For suggestions and advice, Fine turned first to his friend, Sir Joseph J. Thomson, the Cambridge physicist who had been his house guest at the University's Sesquicentennial Celebration in 1896 when Thomson received an honorary degree and had discussed with Fine the latter's hopes for making Princeton a scientific center. As a result, James Jeans came to Princeton in 1905 as professor of mathematical physics and O. W. Richardson the following year as professor of experimental physics. A survey of younger mathematicians in this country led to other promotions and appointments. Luther P. Eisenhart was promoted to a preceptorship and Oswald Veblen, Gilbert A. Bliss, and John W. Young were brought to Princeton at the same rank. When Bliss and Young were called elsewhere they were replaced by two equally brilliant mathematicians, George D. Birkhoff and the Scots J.H.M. Wedderburn. Professor Veblen recalled that Fine's department had the services of a considerable proportion of the best mathematicians of America in his time. ``In every case,'' Veblen said, ``these men were called in before they became well known, at the time when recognition meant the most to them. Though many of them stayed only a few years, their contact with Fine and his group was important both to them and in the continuing growth of this group as an organism.''
Fine recognized the genius of Henry Norris Russell 1897 when Russell was an undergraduate and saw to it that this future astrophysicist was given every opportunity to develop his talents at Princeton and that every means was taken to keep him there. It was Fine who later persuaded Russell's classmates to endow a research professorship for him. Fine was also instrumental in bringing Edwin Grant Conklin, the biologist, and George A. Hulett, the physical chemist, to Princeton.
In 1909 when the dean of the faculty's duties were lightened by the creation of the office of the dean of the college, Fine became in title what he had been in fact -- dean of the departments of science. When Hibben became president in 1912, Fine resigned as dean of the faculty but continued as dean of the departments of science. In his last years he was able to seize another opportunity for the advancement of science at Princeton. Largely because of the confidence he inspired, the General Education Board offered Princeton a million dollars for research in pure science on condition that the University raise two million for the same purpose. The fund was completed in 1928, chiefly by the contributions of Thomas D. Jones 1876, a wealthy alumnus who was strikingly similar to Fine in qualities of intellect and character. Jones had become a close friend of Fine's during Wilson's presidency -- a friendship commemorated by the Henry B. Fine Professorship of Mathematics, founded by Jones, and the Thomas D. Jones Professorship of Mathematical Physics, founded by Miss Gwethalyn Jones. As a further memorial, Jones and his niece gave a building for mathematics, named Fine Hall, which was built in 1930. When a larger building for mathematics was constructed in 1968, it was named Fine Hall and the former mathematics building, converted for use by other departments, was renamed Jones Hall in honor of the original donors.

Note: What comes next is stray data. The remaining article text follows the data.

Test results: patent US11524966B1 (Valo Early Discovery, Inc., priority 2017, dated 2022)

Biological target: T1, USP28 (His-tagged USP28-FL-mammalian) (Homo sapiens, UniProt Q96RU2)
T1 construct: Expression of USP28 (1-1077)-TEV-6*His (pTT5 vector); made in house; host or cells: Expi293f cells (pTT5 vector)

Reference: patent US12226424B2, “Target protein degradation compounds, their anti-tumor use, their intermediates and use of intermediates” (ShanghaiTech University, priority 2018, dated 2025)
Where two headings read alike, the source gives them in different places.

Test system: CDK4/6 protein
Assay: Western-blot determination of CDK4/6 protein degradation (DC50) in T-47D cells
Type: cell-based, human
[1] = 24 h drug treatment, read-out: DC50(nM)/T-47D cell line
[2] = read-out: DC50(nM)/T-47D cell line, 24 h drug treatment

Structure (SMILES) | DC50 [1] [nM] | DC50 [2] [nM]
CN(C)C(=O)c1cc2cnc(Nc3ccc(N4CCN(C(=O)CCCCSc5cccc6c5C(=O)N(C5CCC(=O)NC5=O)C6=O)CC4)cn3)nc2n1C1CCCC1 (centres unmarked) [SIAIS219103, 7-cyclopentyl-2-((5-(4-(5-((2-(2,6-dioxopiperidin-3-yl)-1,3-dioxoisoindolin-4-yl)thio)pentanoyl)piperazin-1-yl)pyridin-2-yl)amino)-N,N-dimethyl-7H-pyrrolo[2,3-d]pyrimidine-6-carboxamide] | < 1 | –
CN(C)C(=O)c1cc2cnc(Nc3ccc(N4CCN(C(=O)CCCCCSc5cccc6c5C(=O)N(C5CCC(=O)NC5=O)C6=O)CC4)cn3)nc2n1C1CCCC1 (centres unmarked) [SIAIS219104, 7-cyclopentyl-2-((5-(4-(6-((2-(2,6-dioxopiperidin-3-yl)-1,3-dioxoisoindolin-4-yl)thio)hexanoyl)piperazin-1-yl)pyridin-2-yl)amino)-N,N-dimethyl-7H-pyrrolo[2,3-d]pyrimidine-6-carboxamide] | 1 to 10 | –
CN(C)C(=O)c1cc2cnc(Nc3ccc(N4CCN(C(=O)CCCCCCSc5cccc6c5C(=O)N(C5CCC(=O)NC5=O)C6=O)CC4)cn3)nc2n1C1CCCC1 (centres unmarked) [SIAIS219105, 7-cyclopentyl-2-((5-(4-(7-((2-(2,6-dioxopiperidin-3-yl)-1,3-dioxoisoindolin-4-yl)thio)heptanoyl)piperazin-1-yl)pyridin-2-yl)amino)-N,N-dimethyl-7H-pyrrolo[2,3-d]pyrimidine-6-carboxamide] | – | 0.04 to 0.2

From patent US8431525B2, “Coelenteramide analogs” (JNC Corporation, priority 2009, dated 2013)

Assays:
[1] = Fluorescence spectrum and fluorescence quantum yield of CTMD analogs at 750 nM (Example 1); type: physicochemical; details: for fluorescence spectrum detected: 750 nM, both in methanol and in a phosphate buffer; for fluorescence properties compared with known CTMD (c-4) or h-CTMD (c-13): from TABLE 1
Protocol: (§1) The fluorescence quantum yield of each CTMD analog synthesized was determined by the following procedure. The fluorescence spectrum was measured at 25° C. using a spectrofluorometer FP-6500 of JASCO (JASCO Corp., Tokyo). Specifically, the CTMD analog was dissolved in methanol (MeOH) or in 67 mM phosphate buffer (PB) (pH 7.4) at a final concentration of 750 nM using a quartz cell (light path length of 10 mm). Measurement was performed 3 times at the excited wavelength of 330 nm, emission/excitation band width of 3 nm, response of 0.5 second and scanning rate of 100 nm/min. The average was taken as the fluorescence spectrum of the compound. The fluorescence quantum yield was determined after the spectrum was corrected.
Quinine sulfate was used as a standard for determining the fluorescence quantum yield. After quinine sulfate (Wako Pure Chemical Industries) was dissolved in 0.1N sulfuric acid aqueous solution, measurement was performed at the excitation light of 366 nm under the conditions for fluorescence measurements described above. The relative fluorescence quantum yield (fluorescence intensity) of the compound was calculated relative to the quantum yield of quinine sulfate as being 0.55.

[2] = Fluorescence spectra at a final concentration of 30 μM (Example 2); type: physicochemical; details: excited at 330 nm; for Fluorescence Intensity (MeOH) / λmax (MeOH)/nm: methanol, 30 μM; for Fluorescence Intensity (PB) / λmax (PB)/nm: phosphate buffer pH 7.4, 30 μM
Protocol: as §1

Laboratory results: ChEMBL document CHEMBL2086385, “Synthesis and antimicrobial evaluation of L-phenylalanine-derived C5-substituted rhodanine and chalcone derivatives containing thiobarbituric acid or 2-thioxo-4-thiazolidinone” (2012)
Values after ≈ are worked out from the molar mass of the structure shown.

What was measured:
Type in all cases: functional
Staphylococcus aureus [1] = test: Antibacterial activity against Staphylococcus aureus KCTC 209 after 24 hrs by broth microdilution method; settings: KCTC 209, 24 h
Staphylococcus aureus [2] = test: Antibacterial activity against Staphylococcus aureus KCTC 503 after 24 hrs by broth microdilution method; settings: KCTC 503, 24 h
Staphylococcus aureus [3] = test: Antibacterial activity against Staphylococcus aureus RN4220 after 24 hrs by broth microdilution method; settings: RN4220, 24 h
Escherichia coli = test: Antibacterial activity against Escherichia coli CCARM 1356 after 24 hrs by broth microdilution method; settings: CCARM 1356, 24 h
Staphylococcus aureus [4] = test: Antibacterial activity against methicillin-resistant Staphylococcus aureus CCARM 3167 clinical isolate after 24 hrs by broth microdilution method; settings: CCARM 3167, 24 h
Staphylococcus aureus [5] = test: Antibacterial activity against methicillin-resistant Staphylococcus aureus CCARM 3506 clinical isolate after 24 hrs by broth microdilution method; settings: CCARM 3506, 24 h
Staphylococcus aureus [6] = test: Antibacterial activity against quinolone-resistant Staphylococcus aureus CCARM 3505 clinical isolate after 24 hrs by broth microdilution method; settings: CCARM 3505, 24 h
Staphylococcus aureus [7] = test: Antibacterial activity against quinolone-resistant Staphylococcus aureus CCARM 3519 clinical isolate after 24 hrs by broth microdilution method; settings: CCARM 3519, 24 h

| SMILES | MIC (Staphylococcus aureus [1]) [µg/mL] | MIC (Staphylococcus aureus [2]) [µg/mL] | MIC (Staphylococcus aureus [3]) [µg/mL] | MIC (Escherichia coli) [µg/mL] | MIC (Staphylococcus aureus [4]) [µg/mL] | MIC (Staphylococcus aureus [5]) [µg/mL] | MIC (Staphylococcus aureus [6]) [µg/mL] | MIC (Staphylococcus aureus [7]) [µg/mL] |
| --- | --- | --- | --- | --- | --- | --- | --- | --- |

Fine was one of the founders of the American Mathematical Society and its president in 1911 and 1912. In the summer of 1928, he went to Europe, where he revisited old scenes and old friends, and recovered to some extent, in the distractions of travel, from the sorrows he had suffered in the recent death of his wife and the earlier deaths of two of his three children. Professor Veblen who talked with him soon after his return, reported later that Fine ``spoke with humorous appreciation of the change he had observed in the attitude of European mathematicians toward their American colleagues and with pride of the esteem in which he had found his own department to be held.''
Tall and erect, Dean Fine was a familiar figure on his bicycle, which he rode to and from classes and used for long rides in the country. While riding his bicycle on the way to visit his brother at the Princeton Preparatory School late one December afternoon, he was struck from behind by an automobile whose driver had failed to see him in the uncertain light of dusk. He died the next morning without having recovered consciousness, three months after his seventieth birthday.
Shortly after Fine's death, Professor Veblen visited Europe and met some of the mathematicians Fine had seen on his last trip, many of them younger men who had met Fine for the first time.
``They all spoke [Veblen wrote] of his charm of manner and of the impression they had gained of a man of serene strength and poise and wisdom. It was a striking testimony to the way in which a man's character can be written into his appearance and manner by a long and strenuous life.''